Stephen 'Dr' Love Signs Multi-Year, First-Look Film Development Deal With Lionsgate

Emmy-winning producer’s film “Shadow Force” with Kerry Washington and Sterling K. Brown was recently acquired by the studio

John Rambo has had a more complicated journey than most franchise heroes. The blockbuster character, played for the past 37 years by Sylvester Stallone, has symbolized the evils of war, the awesomeness of war, the evils of America, the awesomeness of America, the evils of violence, the awesomeness of violence — sometimes in the same film. He’s come to represent the nation’s complicated views about war, which are at turns condemned and celebrated, often without much concern for continuity or rationality. Watching the whole “Rambo” franchise is like having a conversation with somebody who has convictions, but isn’t 100% sure who they are. The films are sometimes cartoonishly self-serious, sometimes accidentally amusing, and occasionally genuine eye-openers. 

  • 5. “Rambo: Last Blood” (2019) 

    Rambo spent 10 years living a good life along the Mexican-American border, but when human traffickers kidnap his niece, it’s up to the one-man army to slaughter everyone all over again. “Last Blood” has some astounding acts of violence. But the storyline is specifically tailored to make a white American hero who lives on a ranch and rides a horse look entirely justified in murdering practically every person of color he can find. Director Adrian Grunberg’s film exploits xenophobia and fear-mongering to produce “crowd-pleasing” acts of violence. “Last Blood” is as grotesque as it is irresponsible.

  • 4. “Rambo: First Blood Part II” (1985) 

    George P. Cosmatos’ sequel to the original, harrowing antiwar thriller sends Rambo back into Vietnam. His mission is to find and rescue POWs, but the movie’s mission is to give audiences a “happier” ending to the war, one in which macho movie star Sylvester Stallone murders America’s enemies, both foreign and domestic. “First Blood Part II” is so jingoistic it’s hard to take seriously, and that imbues the film with some value. But the production rings false, contradicting the message of the previous film and turning serious issues into fodder for two-dimensional cartoons.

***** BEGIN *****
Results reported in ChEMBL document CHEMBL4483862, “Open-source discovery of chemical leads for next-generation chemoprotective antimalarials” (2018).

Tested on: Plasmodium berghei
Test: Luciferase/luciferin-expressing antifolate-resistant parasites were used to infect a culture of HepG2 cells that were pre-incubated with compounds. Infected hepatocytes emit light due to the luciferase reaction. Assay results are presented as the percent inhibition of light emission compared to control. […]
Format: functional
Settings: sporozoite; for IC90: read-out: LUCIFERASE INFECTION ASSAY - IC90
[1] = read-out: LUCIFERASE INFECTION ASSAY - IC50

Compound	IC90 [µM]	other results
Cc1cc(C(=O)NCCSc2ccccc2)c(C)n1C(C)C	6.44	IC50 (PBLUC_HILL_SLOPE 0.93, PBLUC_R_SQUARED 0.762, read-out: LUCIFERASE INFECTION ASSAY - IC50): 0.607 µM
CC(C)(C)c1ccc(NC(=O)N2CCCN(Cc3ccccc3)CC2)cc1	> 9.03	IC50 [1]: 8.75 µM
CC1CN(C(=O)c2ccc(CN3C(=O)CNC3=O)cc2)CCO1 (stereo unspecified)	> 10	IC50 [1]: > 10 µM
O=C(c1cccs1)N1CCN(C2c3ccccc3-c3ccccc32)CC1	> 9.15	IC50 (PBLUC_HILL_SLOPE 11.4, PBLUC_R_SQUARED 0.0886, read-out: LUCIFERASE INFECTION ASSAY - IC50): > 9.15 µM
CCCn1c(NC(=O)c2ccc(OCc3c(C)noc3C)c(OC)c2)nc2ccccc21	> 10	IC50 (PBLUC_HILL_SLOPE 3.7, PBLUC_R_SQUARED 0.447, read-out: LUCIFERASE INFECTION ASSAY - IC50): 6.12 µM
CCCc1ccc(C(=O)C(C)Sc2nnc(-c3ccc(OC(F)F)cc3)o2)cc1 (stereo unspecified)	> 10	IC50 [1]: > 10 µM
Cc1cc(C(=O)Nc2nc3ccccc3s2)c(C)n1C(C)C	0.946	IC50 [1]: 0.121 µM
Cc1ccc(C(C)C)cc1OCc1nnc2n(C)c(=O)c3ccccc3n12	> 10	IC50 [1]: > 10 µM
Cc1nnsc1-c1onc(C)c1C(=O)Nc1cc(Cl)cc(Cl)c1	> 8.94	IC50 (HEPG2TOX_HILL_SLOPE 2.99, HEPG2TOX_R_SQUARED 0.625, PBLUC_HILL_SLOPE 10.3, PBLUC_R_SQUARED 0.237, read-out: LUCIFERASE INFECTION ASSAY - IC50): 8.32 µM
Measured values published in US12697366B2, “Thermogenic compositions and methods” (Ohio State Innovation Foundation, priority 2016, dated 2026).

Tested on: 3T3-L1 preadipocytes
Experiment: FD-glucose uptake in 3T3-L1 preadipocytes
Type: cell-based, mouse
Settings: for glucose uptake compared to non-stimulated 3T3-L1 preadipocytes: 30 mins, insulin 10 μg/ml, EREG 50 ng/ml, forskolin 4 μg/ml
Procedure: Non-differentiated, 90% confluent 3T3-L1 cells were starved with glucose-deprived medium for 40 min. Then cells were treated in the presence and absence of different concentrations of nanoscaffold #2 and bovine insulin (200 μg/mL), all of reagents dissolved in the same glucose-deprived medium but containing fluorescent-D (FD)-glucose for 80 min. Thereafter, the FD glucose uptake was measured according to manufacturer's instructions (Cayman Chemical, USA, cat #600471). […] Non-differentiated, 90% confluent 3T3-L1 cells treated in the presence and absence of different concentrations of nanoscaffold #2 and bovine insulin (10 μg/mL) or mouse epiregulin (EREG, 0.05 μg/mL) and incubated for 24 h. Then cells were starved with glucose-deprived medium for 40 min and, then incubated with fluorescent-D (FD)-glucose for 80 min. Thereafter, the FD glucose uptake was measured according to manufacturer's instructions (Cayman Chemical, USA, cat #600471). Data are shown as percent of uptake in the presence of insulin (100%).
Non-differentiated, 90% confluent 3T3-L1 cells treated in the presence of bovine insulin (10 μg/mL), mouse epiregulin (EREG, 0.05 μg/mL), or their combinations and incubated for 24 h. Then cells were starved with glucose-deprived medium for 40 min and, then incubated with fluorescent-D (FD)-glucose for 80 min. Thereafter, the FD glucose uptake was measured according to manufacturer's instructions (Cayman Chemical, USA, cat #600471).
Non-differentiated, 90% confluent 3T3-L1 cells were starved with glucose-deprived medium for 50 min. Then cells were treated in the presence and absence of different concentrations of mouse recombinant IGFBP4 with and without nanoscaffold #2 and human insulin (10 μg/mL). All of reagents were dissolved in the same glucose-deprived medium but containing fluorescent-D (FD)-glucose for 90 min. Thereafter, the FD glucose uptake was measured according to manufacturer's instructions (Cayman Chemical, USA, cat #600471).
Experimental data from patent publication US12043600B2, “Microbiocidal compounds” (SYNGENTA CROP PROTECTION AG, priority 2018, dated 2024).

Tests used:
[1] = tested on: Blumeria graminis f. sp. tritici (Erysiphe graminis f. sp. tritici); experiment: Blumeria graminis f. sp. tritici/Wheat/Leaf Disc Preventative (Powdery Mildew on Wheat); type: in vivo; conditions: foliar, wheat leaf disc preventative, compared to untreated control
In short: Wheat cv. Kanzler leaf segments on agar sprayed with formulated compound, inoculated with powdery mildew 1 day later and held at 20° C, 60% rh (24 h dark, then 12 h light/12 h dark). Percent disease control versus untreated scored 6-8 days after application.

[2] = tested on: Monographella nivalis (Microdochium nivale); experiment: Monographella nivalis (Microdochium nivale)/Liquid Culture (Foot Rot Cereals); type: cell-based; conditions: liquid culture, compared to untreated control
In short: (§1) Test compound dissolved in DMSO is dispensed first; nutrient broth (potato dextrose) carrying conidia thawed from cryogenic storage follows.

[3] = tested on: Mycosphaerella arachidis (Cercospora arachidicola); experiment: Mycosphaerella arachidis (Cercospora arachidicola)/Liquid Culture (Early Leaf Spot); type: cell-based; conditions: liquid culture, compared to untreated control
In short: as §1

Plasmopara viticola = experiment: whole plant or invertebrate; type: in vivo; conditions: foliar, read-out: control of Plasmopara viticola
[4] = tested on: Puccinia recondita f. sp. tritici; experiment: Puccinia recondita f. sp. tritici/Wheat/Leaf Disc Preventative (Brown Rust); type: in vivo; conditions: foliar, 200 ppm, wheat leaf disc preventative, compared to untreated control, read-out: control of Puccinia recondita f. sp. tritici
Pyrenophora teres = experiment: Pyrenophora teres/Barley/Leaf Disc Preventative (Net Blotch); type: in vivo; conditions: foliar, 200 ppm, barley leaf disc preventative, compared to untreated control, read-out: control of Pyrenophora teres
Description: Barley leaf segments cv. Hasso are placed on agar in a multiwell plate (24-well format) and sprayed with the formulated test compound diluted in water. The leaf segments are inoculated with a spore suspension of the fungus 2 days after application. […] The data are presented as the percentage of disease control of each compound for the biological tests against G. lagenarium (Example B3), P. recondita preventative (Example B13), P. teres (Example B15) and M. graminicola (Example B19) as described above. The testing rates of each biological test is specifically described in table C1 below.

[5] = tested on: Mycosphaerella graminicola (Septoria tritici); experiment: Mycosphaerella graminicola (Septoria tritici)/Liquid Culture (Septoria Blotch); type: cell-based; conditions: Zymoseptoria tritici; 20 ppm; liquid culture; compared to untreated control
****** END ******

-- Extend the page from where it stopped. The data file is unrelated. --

• 3. “Rambo III” (1988) 

    Rambo is pulled back into action, again, this time rescuing his old commanding officer Col. Trautman (Richard Crenna), who’s being held hostage by the Russians. He teams up with the Afghan Mujahadeen and kicks all kinds of Soviet butt. It’s another rah-rah American exceptionalism story, made somewhat awkward by the fallout of the Afghan-Russian War — and America’s real-life involvement, personified here by Rambo himself. But as blockbuster entertainment it’s slick and muscular, with over-the-top highlights that typify the “badass” brand of action cinema from the 1980s.

  • 2. “Rambo” (2008) 

    Rambo has been trying to live off the grid. When Christian missionaries ask him to lead them into war-torn Burma, he refuses, but when they’re kidnapped and tortured, he’s enlisted by soldiers to help mount a rescue mission. Directed by Stallone himself, the confusingly titled “Rambo” is the best of the sequels. The excessive violence has a visceral impact, but it doesn’t feel like it’s been smoothed over. It’s exhilarating, not “fun,” and that severity elevates the simple but morally complicated plot into something nearly as potent as the original.

  • 1. “First Blood” (1982) 

    Ted Kotcheff’s “First Blood” is one of the smartest action movies of the 1980s, a bitter, politically charged character piece that gradually transforms into a survivalist thriller. Stallone plays John Rambo, a Vietnam veteran who’s drifting from town to town. He runs afoul of a corrupt local sheriff played by Brian Dennehy, who arrests Rambo and tortures him until his PTSD is triggered. Rambo flees to the woods, but Dennehy and his men pursue, and it turns into a giant, deadly manhunt. The set pieces are a thrill, but at its heart this is the story of a soldier’s unexamined trauma, and Stallone gives one of his finest performances throughout Rambo’s complicated emotional breakdown. “First Blood” is thoughtful, pointed, harrowing entertainment. And an exciting, action-packed, hair-raising drama.

  • How does Sylvester Stallone’s “Rambo: Last Blood” stack up?

    John Rambo has had a more complicated journey than most franchise heroes. The blockbuster character, played for the past 37 years by Sylvester Stallone, has symbolized the evils of war, the awesomeness of war, the evils of America, the awesomeness of America, the evils of violence, the awesomeness of violence — sometimes in the same film. He’s come to represent the nation’s complicated views about war, which are at turns condemned and celebrated, often without much concern for continuity or rationality. Watching the whole “Rambo” franchise is like having a conversation with somebody who has convictions, but isn’t 100% sure who they are. The films are sometimes cartoonishly self-serious, sometimes accidentally amusing, and occasionally genuine eye-openers. 

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